Big Numbers: Vrbata’s point streak, Daniel passes Linden

Every now and then we like to take a break from all the words and just post some numbers. And some words describing the numbers, as otherwise it would just be a whole bunch of numbers with no context, which would be really weird. Big Numbers is a weekly feature on Pass it to Bulis in which we identify the numbers and statistics that really matter or, frequently, the ones that don’t matter at all but are still pretty interesting.

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Stick in Link: Canucks claim McMillan; Yannick Weber bring special celebrity dad on road trip

It’s time for “Stick in Link”, the feature where we just plug in a bunch of stuff written by others! Featuring a smattering of links from around the Smylosphere and beyond every Tuesday and Thursday. Warning: our links are so hyper, they change colour when exposed to heat. (Have something for us to share in the next edition? E-mail us at passittobulis@gmail.com, tweet us @passittobulis, or just come over and write your link on a pad of paper, I guess.)

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I Watched This Game: Canucks 5, Blackhawks 4 (OT)

In a recent podcast, Harrison and I discussed whether hockey fans really like exciting hockey or if they just like to see winning hockey. This game came incredibly close to being a test case for that question.

This was an incredibly thrilling game, full of high-tempo, back-and-forth action, with the Canucks playing some of their best hockey of the season against the best team in the league through the first two periods. Then the Blackhawks showed why they’re the best team in the league, mounting a late comeback in the third period and pushing the game to a white-knuckling, edge-of-your-seat overtime.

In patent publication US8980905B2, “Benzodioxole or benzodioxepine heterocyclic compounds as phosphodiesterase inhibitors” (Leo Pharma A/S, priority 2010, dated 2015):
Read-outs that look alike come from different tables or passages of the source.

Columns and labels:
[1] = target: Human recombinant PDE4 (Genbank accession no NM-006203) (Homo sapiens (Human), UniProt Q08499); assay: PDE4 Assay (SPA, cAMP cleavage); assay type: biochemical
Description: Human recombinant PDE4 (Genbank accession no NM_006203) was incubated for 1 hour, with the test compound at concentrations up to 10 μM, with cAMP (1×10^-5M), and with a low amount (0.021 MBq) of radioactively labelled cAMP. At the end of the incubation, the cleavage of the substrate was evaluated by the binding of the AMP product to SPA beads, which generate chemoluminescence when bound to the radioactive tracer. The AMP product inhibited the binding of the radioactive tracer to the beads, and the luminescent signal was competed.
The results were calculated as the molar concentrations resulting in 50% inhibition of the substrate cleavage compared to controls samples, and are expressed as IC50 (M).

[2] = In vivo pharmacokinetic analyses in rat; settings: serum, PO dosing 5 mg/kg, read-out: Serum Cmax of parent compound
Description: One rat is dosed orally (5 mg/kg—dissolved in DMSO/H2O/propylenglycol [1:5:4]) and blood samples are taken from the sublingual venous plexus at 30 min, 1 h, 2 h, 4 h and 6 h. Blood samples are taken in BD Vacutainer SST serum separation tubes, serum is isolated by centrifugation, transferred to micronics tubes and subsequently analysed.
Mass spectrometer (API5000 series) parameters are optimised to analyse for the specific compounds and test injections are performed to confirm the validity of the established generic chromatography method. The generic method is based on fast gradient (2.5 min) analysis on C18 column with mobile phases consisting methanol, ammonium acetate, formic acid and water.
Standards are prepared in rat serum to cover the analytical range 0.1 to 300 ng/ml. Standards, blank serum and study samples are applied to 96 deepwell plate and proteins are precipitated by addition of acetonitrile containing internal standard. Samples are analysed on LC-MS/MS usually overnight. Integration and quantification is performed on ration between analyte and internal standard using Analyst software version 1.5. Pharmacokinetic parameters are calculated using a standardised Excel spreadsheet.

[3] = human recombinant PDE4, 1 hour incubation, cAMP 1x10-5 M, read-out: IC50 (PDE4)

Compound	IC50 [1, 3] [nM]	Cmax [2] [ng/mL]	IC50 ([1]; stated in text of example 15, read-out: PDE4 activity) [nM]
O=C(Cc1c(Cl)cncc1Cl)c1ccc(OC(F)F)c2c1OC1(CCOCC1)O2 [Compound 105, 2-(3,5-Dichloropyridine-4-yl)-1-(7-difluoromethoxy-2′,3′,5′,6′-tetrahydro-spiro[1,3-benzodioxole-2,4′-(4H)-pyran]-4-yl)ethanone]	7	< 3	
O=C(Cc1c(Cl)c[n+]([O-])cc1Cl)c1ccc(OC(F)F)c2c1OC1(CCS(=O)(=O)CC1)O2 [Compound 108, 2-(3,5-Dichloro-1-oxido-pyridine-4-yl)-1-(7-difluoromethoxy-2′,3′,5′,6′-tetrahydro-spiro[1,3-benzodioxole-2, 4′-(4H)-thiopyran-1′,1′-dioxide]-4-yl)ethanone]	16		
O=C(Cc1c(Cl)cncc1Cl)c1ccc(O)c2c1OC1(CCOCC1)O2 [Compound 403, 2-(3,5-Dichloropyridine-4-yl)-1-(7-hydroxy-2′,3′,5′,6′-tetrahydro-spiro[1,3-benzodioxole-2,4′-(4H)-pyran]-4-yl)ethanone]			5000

If the Canucks had lost that game in overtime, I have a feeling that many fans would deride it as a terrible game, when, no matter the result, it really wasn’t. It was a fun, entertaining, exciting game that showed the Canucks can compete against any team in the NHL when they’re playing well.

Fortunately, I didn’t have to confront any tough questions about the entertainment value of a loss when I watched this game.

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Winnipeg Jets and the blockbustery day: Canucks were never really in the running for Kane

For the second time in the last 45 years (it’s becoming an alarming pattern!), the Buffalo Sabres have taken that which is rightfully ours.

Not unlike when they stole the 1st overall pick from the Canucks in the 1970 draft by means of witchcraft, the Sabres made a massive trade splash on Tuesday, snatching up disgruntled hometown boy Evander Kane right from under the Canucks’ nose in a blockbuster deal.

Heading to Buffalo: Evander Kane, defenseman Zach Bogosian and goalie Jason Kasdorf. Headed to Winnipeg: Tyler Myers, winger Drew Stafford, prospects Joel Armia and Brendan Lemieux and one of the innumerable 2015 first-round picks the Sabres turned up as they continue to scrape the bottom of the barrel.

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I Find This Photo Odd: Eddie Lack has had it with authority

There are just 30 games left in the regular season for the Vancouver Canucks, which means it’s time to start watching the standings in earnest. The Canucks are barely hanging on to the final playoff spot in the Western Conference, though it’s not all doom and gloom. They’re still just two points back of the Calgary Flames and San Jose Sharks in the Pacific Division, with games in hand on both of them.

Here’s the thing, though: the Canucks need to actually win a couple of those games-in-hand for them to matter. At this point, every game is going to make a difference in the standings, which is why it’s interesting to see Eddie Lack get the start against the Chicago Blackhawks. Willie Desjardins has made it clear all season that Ryan Miller is his number one goaltender, and this kind of marquee matchup doesn’t usually go to the backup.

At this point, goalie controversies don’t matter; wins matter. As the Canucks continue to cede ground to the teams behind them, there may be an opportunity for Lack to steal more starts down the stretch.

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Sedins get apology from Stars’ Jamie Benn, the end